On this invigorating fall day, I am reminded of how easy it is to be appreciative of the primary blessings in life: family, friends, sound health, the beauty of nature, exciting future plans, etc. But being no fool, I am also all too aware, as you are too, of the grotesque stuff in life: jealousy, despair, suffering, torture, pain, etc. What to make of the ugly parts? I maintain that the struggle to be grateful and find meaning in the dreadful, gross faces of life is the noblest battle indeed. I will never cease to extol Viktor Frankl’s brilliantly hopeful book, Man’s Search for Meaning, for granting me the powerful insight into reality that guides me even today,

“We who lived in concentrate camps can remember the men who walked through the huts comforting others, giving away their last piece of bread. They may have been few in number, but they offer sufficient proof that everything can be taken from a man but one thing: the last of the human freedoms – to choose one’s attitude in any given set of circumstances, to choose one’s own way.”

Consume these words. Let them nourish your soul with hope, as they did mine. These days while we take care what our mouths chew, we must also be cognizant of the sustenance we allow our brains to gnaw upon. I firmly believe that it is our job to manifold the blessings with which we have been blest, to multiply the gems of our talents and gifts.  The question is loudly put to us when we discern our life’s work, but it is also whispered in our hearts each occasion we touch the life of another – even think of the awkward minutes we pass in the elevator each morning with a random companion. To paraphrase the great Mother Teresa, we have the great capability to leave each person better and happier than when we found them.  How are we using that power?

To conclude this lovely jumble of attempted acumen, I want to leave you with this beautiful poem that I first unwillingly memorized in the fifth grade. It still plays through my mind (and with ah! bright wings…read it out loud and you will know exactly what I mean) every time I am witness to such natural beauty, as in the picture above from atop Mount Tabor, that I captured when I traveled through the land of Israel two Christmases ago.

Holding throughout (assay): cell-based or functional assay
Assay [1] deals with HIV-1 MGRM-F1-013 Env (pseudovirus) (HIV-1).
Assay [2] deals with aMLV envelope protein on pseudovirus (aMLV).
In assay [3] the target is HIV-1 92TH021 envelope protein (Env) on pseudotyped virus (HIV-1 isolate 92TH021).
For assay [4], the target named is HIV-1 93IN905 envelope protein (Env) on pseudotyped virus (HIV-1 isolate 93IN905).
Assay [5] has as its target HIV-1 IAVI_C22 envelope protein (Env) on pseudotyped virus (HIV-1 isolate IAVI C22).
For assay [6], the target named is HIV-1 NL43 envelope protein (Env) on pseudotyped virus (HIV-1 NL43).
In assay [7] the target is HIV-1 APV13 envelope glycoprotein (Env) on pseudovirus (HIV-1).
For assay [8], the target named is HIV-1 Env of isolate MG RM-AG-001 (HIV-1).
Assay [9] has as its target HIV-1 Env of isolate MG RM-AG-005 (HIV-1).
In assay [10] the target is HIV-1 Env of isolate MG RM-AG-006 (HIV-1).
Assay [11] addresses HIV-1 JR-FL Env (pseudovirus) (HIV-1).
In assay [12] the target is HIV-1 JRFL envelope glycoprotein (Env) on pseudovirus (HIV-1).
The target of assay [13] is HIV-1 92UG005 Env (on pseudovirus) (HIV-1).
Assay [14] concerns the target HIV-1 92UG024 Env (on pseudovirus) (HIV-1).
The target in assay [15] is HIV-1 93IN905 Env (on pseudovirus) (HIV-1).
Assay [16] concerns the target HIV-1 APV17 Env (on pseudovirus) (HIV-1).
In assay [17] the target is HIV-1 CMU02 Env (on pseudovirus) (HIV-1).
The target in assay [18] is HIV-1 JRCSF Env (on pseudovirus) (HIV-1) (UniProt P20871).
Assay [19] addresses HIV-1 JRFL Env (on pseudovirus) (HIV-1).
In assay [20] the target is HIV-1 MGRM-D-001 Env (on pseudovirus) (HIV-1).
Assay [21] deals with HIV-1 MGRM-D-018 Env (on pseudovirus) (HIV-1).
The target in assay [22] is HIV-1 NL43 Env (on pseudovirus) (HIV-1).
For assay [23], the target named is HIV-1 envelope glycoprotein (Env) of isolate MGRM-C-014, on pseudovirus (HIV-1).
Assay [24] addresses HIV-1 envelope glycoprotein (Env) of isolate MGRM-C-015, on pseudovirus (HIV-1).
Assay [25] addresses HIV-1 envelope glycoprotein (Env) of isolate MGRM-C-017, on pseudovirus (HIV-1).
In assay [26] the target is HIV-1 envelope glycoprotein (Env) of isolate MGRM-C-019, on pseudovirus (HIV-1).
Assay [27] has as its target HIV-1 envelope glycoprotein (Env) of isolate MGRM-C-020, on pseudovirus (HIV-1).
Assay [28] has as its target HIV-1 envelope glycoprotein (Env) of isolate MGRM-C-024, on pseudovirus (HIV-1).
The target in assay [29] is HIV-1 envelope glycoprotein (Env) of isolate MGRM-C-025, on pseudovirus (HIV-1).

God’s Grandeur

By: Gerard Manley Hopkins

THE WORLD is charged with the grandeur of God.
It will flame out, like shining from shook foil;
It gathers to a greatness, like the ooze of oil
Crushed. Why do men then now not reck his rod?
Generations have trod, have trod, have trod; 
And all is seared with trade; bleared, smeared with toil;
And wears man’s smudge and shares man’s smell: the soil
Is bare now, nor can foot feel, being shod.

And for all this, nature is never spent;
There lives the dearest freshness deep down things; 
And though the last lights off the black West went
Oh, morning, at the brown brink eastward, springs—
Because the Holy Ghost over the bent
World broods with warm breast and with ah! bright wings.

A Long Time Coming

This blog, let me tell you, has been a long time coming.

I had always imagined that I would launch it in some glorious manner – perhaps during a long, stormy night or in the heat of a summer afternoon beside a sparkling creek – but here I am, on a spontaneous Thursday evening, furiously typing at my desk. It was simply the right time; you know the feeling? Luckily, time has taught me to find the right time, since it won’t find me on its own. It’s not so much about the space that we exist in, but rather how we choose to exist, or expand if you will, in that space.  While my surroundings might not be ripe for the poetic spirit, I will search for the poetry in these streets. While the chaos of my life may not yet be art, I will find clarity, and through that clarity: truth, beauty, wonder, and art.

I will try to do that with this blog- while this bud of a blog blossoms, I challenge you to do the same. Expand your horizons and forget your comfort zone. Home is all around you.

Audaces fortuna iuvat